Timeline to Zero: Actionable Steps to Achieve ILFI Zero Carbon Certification

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Timeline to Zero: Actionable Steps to Achieve ILFI Zero Carbon Certification

With the recently launched International Living Future Institute (ILFI) Zero Carbon Certification (ZCC) – the first third-party certified Zero Carbon global standard – achieving and verifying Net Zero Carbon performance is now within reach. If you’re as stoked about this performance-based certification as we are, you’ve probably already dove into the standard, but might be struggling with next steps.

While the ILFI has outlined general requirements that must be met before certifying a project as Zero Carbon, the specific actions needed to design, build, and certify such a project may seem sparse compared to long-established and more prescriptive frameworks like USGBC’s LEED and IWBI’s WELL Building Standard.

Here, learn what specific actions will help you meet ZCC requirements at each stage in your project timeline, addressing both embodied carbon and operational carbon.



Embodied Carbon Actions:
As early as concept design, engage an LCA (life-cycle assessment) consultant to develop a baseline embodied carbon model. This will help identify embodied carbon “hot spots” and guide the design towards reduced embodied carbon.

Refine and update the model throughout design, ensuring that the project achieves a 10% reduction over the baseline and an overall embodied carbon efficiency (<46.5 kg-CO2e/ft2).

Operational Carbon Actions:
To tackle operational carbon, start with early energy modeling in the design phase. By using detailed, sub hourly energy modeling results to predict the energy consumption of the proposed design, your project team can optimize building performance. This will also result in a building energy analysis report that details suggestions related to sizing of on-site renewable energy production and optimization of system design for envelope, HVAC systems, and other energy related systems. Note that the ZCC certification also allows for off-site renewables if they meet certain requirements.

Engage a whole building commissioning (Cx) authority to ensure that all the early design items, such as the Owner’s Project Requirements (OPR) and Basis of Design (BOD), are well-defined and that the drawings are reviewed, ensuring clarity and completion. Additionally, submittals should be reviewed to ensure the purchased equipment is meeting the design intent. The Cx process will help ensure that the Net Zero Energy goal will be maintained throughout the project’s life-cycle.


Embodied Carbon Actions:
Update the embodied carbon model based on any changes that occurred throughout construction.

Operational Carbon Actions:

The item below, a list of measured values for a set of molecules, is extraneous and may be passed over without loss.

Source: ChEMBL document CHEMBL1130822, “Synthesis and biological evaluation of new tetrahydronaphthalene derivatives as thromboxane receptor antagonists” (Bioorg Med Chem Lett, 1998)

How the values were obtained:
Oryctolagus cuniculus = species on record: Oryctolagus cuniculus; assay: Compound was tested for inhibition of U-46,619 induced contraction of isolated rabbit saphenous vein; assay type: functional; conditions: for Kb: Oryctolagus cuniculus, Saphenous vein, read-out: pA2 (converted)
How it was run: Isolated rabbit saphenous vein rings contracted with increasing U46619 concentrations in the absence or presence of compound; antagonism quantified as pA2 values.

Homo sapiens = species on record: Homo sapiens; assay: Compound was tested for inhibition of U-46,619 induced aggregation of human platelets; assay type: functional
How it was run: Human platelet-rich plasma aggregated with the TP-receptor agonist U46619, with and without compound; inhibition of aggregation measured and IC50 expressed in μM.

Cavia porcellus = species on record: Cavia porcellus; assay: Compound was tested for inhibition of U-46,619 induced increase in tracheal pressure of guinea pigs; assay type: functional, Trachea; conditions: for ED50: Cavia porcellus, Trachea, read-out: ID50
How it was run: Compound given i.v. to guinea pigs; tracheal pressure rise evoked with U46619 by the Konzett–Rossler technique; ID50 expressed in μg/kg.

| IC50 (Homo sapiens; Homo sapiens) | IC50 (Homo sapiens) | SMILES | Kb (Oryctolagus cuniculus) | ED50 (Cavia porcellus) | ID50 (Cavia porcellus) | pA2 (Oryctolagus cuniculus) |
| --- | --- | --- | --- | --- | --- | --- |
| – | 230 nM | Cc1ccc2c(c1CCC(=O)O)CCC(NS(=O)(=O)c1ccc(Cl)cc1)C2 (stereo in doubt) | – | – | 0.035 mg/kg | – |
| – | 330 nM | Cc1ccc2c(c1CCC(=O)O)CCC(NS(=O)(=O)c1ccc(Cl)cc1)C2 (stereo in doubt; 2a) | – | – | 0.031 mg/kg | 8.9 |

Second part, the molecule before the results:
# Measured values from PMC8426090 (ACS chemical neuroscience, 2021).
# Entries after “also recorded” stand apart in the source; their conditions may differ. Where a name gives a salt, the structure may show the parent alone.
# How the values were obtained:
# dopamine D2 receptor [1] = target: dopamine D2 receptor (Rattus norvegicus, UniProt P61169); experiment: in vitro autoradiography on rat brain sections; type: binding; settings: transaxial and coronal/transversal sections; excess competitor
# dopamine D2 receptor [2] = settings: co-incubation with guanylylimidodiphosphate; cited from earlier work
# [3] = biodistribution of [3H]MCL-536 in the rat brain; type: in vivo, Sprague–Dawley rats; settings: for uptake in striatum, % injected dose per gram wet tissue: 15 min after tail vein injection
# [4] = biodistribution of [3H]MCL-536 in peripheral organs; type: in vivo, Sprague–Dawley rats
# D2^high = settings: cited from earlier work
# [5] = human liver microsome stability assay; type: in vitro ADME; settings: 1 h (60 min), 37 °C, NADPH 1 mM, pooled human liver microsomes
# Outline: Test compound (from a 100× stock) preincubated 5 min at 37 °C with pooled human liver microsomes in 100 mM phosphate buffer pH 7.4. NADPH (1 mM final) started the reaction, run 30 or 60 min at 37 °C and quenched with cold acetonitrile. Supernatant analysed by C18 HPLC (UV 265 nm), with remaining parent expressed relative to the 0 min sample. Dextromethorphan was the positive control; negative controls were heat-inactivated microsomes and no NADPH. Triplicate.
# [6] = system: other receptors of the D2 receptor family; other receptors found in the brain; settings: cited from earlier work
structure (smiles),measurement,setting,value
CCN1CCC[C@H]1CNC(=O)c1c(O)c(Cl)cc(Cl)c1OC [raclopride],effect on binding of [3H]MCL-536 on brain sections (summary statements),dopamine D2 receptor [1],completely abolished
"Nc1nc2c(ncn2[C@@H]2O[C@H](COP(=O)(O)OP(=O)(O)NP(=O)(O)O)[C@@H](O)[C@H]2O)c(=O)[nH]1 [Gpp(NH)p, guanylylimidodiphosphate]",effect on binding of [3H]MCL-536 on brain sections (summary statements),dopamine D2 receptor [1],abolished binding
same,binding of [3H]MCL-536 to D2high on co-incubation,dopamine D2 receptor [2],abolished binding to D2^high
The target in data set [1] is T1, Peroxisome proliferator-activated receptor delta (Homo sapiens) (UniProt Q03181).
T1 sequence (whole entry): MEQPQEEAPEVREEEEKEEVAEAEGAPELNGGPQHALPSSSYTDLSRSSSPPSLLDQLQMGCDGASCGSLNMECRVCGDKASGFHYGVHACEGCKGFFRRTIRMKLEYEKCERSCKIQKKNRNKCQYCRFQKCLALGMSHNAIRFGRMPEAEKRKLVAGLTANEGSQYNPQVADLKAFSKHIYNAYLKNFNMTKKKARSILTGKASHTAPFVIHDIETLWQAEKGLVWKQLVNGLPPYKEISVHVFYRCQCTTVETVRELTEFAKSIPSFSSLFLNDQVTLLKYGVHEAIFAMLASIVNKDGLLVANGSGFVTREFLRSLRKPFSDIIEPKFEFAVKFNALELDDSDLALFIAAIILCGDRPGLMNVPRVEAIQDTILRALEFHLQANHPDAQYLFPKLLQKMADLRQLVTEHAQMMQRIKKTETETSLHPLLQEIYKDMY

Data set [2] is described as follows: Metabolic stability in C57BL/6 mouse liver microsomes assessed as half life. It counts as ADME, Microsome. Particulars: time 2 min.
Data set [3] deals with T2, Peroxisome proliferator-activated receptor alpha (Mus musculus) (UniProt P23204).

While whole building Cx begins in the design phase, the majority of the Cx action comes during construction. This includes site visits and testing to verify that the project is meeting net zero requirements by ensuring all building systems, from HVAC to lighting and controls, are operating as efficiently as possible.


Embodied Carbon Actions:
Once construction is complete, purchase carbon offsets based on the final embodied carbon model. Use these seven criteria to help guide your carbon offsets purchasing decisions.

Tip: Sustainably-sourced wood (certified by an organization such as FSC) sequesters carbon and can help negate any carbon offsets that must be purchased.

Operational Carbon Actions:
In occupancy, performance verification, such as measurement and verification (M&V) or Monitoring-Based Commissioning (MBCx), takes the reins to ensure that the installed energy systems perform according to their design. Here, operational issues that may cause inefficient system performance are diagnosed through analysis of the sensor trend data collected from the building management systems (BMSs). The identified issues are then corrected to achieve the optimized design performance. Energy consumption and solar production values are tracked to verify the Net Zero Energy performance of the building.

After 12 months of occupancy, performance verification demonstrates that your project performed as designed to Net Zero Energy standards and met the required efficiency standards.


By incorporating these actions into the design, construction, and occupancy phases, your project will be on its way to achieving the new gold standard of sustainable real estate: zero carbon emissions.

To learn more about the ILFI Zero Carbon Certification or discuss how to get your project to zero, reach out to our team. We’d love to talk! (Really, we love this stuff…)